How to Inspire Others During Adversity
Times are tough, and they’re only getting tougher. As the Center for Creative Leadership says, we live in a VUCA world, surrounded by Volatility, Uncertainty, Complexity and Ambiguity. It’s not easy to inspire others when there are so many variables working against us.
Nevertheless, this is what leaders are expected to do. When leaders fail to inspire during times of adversity, followers drift and the strength of unity is lost within an organization. Defeated leaders lose their followers and their backing. Sometimes, they even lose their platform and their voice. No one chooses to put their faith into a leader who is subject to circumstances and unable to find a way through adversity and challenges. We hold leaders to a higher standard.
Norman Cousins, the prolific author who demonstrated that laughter is the best medicine by outliving his illness 26 years longer than doctors anticipated, coined the phrase “Don’t deny the diagnosis, try to defy the verdict.”
In Turning Adversity into Opportunity, James Kouzes and Barry Posner have resurrected this sage advice as one of six strategies that can make a difference for anyone faced with a tough challenge.
To defy the verdict means finding a way to change the expected outcome. It means refusing to believe that a pronouncement made is an absolute inevitability. It means taking control of a situation without giving up.
Leaders must defy the verdict if they are to inspire others. A leader who positions himself or herself as a victim of circumstances is one who abandons hope. This is uninspiring and demotivating to others.
Leaders who do defy the verdict accomplish great things and break new ground. They inspire their followers and become legends who then inspire others through the ages.
Consider these leaders who defied the verdict:
Walt Disney received the verdict that he “lacked imagination and had no good ideas” when he was fired by a newspaper editor. He defied the verdict over and over again as he started numerous businesses that ended in bankruptcy.
Thomas Edison defied the verdict of a teacher who said he was “too stupid to learn anything” and the verdict of his first two bosses who fired him for not being productive enough. As an inventor, he failed over 1,000 times in his attempts to design the light bulb.
Oprah Winfrey, once deemed “unfit for TV,” defied the verdict to become one of the world’s wealthiest and most successful celebrities of all time.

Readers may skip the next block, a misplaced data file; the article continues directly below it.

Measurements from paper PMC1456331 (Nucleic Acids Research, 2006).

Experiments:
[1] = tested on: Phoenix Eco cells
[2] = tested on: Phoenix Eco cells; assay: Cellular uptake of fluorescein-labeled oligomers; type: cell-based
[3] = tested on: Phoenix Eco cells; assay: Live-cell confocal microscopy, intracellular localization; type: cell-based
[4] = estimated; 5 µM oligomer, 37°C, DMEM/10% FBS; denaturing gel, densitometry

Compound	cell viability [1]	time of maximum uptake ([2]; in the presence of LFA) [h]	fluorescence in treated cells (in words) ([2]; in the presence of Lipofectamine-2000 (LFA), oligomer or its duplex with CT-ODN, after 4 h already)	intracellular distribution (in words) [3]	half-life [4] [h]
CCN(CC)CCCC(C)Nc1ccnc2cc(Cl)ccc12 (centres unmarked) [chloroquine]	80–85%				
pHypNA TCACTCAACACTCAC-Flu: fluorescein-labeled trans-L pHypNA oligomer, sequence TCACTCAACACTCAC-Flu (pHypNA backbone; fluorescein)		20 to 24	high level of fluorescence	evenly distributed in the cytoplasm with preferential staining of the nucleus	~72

Sidney Poitier defied the verdict, too, when he was told by the casting director at his first audition “Why don’t you stop wasting people’s time and go out and become a dishwasher or something?” Poitier vowed to make it big, won an Oscar and is still considered to be one of the most highly regarded actors in Hollywood history.
These are stories of perseverance. These leaders maintained confidence in their ideas and abilities despite others’ assessments. Given their circumstances and the judgments and perceptions of others, we might expect them to have faded into the background rather than ascending in their fields so magnificently.
There are verdicts we succumb to every day that we may need to defy instead. If you pause and reflect on all the limitations you have accepted as unalterable and absolute, you may realize that it’s a long and burdensome list. To liberate yourself, pick one and work to defy the verdict you previously accepted.
Here’s how to rise above the verdicts you’ve heard and accepted:
- Identify the verdicts. Write them down. Include anything at all that represents an obstacle. Include statements that start with “I am,” “We always,” “We never,” and “We can’t because.”
- Ask "Why" and "Who says?" Some of our verdicts are no longer valid but have become so ingrained in our belief systems that we continue operating on outdated truths. Asking these questions may reveal verdicts that are obsolete.
- Ask "What is the evidence?" Some verdicts are merely opinions and have no factual foundation. Other verdicts are based on incomplete assessments or inconclusive data. No matter how frequently or how adamantly something has been said, it isn’t necessarily true.
- Pick a single verdict to defy. This foregone conclusion that has been your reality is what you will work on proactively resisting.
- Create a plan of defiance. Start by asking “If this were not true, what would I be doing differently?” Give yourself some alternatives so you can attack the verdict from all angles. Enlist others who may already be defying this verdict or would like to do so. Be sure your plan includes elements that put you back in control.
- Ask “What will it take to shift this?” and “How can we break this down into manageable chunks we can change?” as you more fully develop your defiance plan.
- Recognize and celebrate your small wins along the way. Small victories against long-standing verdicts are worthy of celebration and are the inspiring fuel you and others need to continue with your plan of defiance. Chip away at that verdict until it falls.
If you experience skepticism or doubt along the way, remember this. Looking back throughout your life, you have already defied a verdict. We all have. You exceeded someone else’s expectations, proved someone wrong about you, overcame your own fears or broke new ground at some point in your life. See, that’s the startling truth about defying the verdict — it’s doable, we’ve done it, and it’s not at all uncommon. That’s precisely why we should never accept the verdicts that would hold us back.